Republicans Stay to Obama’s Right on Afghanistan

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Allauddin Khan / AP

Afghan villagers listen to a speech by an Afghan official, unseen, during a prayer ceremony for civilians killed two days before allegedly by a U.S. soldier in Panjwai, Kandahar province south of Kabul, Afghanistan, March 13, 2012.

The massacre of sixteen Afghan civilians near Kandahar has thrust Afghanistan back into the political debate. (Yes, there is a real war going on, and it’s not the one for bound delegates in Tampa.) For a moment early this week it looked like we might be near a tipping point, at which Republicans could lunge to Obama’s left on the war. Newt Gingrich proclaimed Afghanistan “not doable,” while Rick Santorum said we should either double down with more resources or “probably get out sooner” than planned. Mitt Romney, true to form, played it more cagily, cautioning against a rush to change policy based on a single demented act. But even Romney said that “we should on a regular basis reassess what’s happening in Afghanistan,” which was not exactly a cry for death or glory.

Yes, the latest ABC News-Washington Post poll shows that Republicans are evenly divided about whether the Afghanistan war is worth fighting, the first time that poll has failed to find majority support for the war among GOPers. But it’s not clear we’re about to see the party’s leaders start calling for a rapid exit from the Hindu Kush. For starters, Josh Rogin details the efforts of Republican hawks on the Hill, like John McCain and Lindsey Graham, to beat back talk of an accelerated withdrawal.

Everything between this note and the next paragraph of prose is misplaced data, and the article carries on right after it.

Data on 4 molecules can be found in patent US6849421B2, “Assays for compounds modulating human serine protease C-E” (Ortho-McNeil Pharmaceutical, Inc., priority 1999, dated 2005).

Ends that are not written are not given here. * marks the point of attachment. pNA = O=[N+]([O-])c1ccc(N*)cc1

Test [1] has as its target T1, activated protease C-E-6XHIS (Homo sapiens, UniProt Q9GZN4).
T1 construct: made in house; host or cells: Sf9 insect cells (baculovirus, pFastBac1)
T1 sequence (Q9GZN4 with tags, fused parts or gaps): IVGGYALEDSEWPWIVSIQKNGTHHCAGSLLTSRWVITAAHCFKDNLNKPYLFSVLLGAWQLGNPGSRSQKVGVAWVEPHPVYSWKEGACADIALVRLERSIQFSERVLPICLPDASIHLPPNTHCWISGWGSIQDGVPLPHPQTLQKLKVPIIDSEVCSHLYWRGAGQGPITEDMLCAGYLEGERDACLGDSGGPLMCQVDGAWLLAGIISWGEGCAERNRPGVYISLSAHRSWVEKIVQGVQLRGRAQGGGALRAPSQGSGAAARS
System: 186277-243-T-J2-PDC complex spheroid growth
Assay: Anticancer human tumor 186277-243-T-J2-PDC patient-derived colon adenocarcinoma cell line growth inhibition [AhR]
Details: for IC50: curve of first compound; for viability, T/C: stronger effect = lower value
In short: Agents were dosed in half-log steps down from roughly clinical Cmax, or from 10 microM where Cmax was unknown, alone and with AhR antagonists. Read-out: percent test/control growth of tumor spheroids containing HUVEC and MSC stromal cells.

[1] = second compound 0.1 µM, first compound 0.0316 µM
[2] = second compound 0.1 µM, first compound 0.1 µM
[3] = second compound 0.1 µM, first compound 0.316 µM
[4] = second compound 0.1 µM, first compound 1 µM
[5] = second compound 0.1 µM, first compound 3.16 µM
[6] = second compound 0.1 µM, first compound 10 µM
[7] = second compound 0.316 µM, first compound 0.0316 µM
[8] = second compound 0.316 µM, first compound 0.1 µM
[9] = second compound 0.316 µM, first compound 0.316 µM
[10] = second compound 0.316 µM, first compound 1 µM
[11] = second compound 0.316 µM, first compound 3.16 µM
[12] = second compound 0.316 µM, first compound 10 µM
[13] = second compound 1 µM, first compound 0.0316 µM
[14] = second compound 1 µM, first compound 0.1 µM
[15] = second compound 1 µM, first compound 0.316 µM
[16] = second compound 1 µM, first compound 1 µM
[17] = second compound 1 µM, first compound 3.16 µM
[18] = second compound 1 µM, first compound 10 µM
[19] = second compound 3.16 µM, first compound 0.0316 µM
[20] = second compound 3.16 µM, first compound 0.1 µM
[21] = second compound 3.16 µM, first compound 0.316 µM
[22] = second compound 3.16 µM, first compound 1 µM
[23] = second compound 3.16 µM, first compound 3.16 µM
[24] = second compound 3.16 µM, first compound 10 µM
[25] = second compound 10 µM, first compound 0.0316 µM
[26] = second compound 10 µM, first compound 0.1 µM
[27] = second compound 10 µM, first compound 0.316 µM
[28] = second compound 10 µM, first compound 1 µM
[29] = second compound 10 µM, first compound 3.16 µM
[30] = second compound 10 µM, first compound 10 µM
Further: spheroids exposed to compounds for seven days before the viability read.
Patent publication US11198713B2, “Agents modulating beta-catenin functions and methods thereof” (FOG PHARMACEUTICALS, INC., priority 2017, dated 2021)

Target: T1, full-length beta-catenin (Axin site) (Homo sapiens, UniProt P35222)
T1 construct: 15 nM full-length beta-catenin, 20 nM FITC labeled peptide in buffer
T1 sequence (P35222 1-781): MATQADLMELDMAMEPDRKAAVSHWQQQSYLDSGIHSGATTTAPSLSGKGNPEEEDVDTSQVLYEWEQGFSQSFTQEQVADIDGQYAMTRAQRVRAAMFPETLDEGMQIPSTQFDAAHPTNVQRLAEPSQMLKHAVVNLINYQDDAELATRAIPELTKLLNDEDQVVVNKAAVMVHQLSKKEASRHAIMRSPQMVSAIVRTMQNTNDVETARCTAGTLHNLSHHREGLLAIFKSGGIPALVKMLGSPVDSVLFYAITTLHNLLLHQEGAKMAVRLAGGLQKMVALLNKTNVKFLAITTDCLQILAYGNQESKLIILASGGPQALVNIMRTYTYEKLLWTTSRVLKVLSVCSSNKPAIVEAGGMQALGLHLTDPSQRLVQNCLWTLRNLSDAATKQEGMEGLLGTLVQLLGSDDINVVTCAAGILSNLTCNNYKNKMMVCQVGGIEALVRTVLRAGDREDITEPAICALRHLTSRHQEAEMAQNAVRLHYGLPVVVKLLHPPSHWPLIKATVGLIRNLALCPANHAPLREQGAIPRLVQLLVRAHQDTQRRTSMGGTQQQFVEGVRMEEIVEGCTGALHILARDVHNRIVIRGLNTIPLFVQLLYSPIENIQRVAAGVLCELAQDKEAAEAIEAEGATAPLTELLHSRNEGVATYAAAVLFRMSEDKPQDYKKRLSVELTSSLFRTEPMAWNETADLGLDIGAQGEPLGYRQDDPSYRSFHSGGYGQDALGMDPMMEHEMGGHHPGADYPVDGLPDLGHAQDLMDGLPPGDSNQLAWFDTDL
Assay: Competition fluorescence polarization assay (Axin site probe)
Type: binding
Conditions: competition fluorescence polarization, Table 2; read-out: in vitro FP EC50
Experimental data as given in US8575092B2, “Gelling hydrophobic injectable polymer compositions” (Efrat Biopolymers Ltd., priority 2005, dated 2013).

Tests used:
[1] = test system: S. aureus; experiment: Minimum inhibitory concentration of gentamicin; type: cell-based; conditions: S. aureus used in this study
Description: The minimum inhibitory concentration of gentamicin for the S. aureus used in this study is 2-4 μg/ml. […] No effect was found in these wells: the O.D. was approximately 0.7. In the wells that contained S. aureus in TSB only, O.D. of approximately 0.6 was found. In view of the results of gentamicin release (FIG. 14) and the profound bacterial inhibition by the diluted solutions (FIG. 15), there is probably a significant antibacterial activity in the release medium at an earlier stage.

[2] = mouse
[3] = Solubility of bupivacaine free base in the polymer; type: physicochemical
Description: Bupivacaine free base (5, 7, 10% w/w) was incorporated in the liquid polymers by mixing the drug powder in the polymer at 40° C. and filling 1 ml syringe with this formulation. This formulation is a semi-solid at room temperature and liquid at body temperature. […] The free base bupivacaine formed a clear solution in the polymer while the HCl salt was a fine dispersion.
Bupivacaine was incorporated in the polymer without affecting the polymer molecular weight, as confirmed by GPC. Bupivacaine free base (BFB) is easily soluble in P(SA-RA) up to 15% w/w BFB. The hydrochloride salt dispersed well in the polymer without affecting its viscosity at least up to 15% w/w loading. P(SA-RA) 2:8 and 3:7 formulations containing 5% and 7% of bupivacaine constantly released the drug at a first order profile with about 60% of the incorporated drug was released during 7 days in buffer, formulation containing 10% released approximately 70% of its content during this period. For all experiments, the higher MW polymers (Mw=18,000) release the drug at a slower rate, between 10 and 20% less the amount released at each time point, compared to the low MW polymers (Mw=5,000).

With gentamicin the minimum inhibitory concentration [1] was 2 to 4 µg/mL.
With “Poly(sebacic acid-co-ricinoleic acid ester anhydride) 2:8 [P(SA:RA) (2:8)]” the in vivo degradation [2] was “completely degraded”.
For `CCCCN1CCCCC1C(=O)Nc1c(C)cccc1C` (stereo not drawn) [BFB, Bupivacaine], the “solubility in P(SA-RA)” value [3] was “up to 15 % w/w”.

Nor do either of the two presidential candidates who still matter, Mitt Romney and Rick Santorum, seem to be shifting significantly. Last night Santorum told Fox’s Greta van Susteren that Obama’s plan is “doomed to failure,” but that he would follow a “completely different strategy in Afghanistan and would be successful in executing that plan.” He also bashed Obama for setting withdrawal timelines that could encourage the Taliban and makes our allies “hedge their bets.” Likewise, in CBS interview yesterday, Romney called Obama’s timelines a mistake.

Opposing timelines runs against public opinion on the war. But it also puts Republicans in their preferred role of alignment with the Pentagon brass, which has a symbolic political power of its own. That’s probably why Romney likes to cite Petraeus’s public difference of opinion with Obama over drawing down the 2009 surge forces.

But this could be a dangerous game for Republicans. In 2008, John McCain constantly cited the military men–including Petraeus himself–who cautioned against setting a deadline for our exit from Iraq, and argued that Obama’s withdrawal plan was reckless and dangerous. Obama seemed to get the best of that argument. When it comes to Afghanistan, he must be hoping that history will repeat itself.

Read more about Obama’s timeline for withdrawal in the new issue of TIME, now available online to subscribers and hitting newsstands Friday.

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